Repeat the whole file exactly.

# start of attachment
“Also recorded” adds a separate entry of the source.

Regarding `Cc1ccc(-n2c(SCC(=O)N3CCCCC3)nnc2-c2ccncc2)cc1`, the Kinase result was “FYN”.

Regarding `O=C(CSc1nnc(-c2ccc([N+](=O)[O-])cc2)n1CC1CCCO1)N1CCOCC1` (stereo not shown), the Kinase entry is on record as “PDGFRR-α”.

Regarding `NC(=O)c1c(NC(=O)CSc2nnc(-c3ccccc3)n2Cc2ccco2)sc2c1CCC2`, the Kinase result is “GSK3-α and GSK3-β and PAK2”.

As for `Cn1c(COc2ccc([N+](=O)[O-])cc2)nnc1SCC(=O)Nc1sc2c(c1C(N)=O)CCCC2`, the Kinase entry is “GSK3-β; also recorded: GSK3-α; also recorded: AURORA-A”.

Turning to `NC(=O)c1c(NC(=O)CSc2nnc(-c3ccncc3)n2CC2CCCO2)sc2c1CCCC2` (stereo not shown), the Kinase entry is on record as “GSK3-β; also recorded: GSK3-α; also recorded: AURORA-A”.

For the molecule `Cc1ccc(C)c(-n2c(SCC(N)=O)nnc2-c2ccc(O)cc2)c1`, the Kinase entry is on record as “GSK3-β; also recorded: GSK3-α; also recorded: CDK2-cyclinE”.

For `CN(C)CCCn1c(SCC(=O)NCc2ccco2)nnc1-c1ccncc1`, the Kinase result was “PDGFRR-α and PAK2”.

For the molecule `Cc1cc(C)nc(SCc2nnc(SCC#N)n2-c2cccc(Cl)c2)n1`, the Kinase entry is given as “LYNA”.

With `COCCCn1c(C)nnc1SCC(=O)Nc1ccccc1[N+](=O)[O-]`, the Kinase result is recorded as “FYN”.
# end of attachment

“Also recorded” adds a separate entry of the source.

Regarding `Cc1ccc(-n2c(SCC(=O)N3CCCCC3)nnc2-c2ccncc2)cc1`, the Kinase result was “FYN”.

Regarding `O=C(CSc1nnc(-c2ccc([N+](=O)[O-])cc2)n1CC1CCCO1)N1CCOCC1` (stereo not shown), the Kinase entry is on record as “PDGFRR-α”.

Regarding `NC(=O)c1c(NC(=O)CSc2nnc(-c3ccccc3)n2Cc2ccco2)sc2c1CCC2`, the Kinase result is “GSK3-α and GSK3-β and PAK2”.

As for `Cn1c(COc2ccc([N+](=O)[O-])cc2)nnc1SCC(=O)Nc1sc2c(c1C(N)=O)CCCC2`, the Kinase entry is “GSK3-β; also recorded: GSK3-α; also recorded: AURORA-A”.

Turning to `NC(=O)c1c(NC(=O)CSc2nnc(-c3ccncc3)n2CC2CCCO2)sc2c1CCCC2` (stereo not shown), the Kinase entry is on record as “GSK3-β; also recorded: GSK3-α; also recorded: AURORA-A”.

For the molecule `Cc1ccc(C)c(-n2c(SCC(N)=O)nnc2-c2ccc(O)cc2)c1`, the Kinase entry is on record as “GSK3-β; also recorded: GSK3-α; also recorded: CDK2-cyclinE”.

For `CN(C)CCCn1c(SCC(=O)NCc2ccco2)nnc1-c1ccncc1`, the Kinase result was “PDGFRR-α and PAK2”.

For the molecule `Cc1cc(C)nc(SCc2nnc(SCC#N)n2-c2cccc(Cl)c2)n1`, the Kinase entry is given as “LYNA”.

With `COCCCn1c(C)nnc1SCC(=O)Nc1ccccc1[N+](=O)[O-]`, the Kinase result is recorded as “FYN”.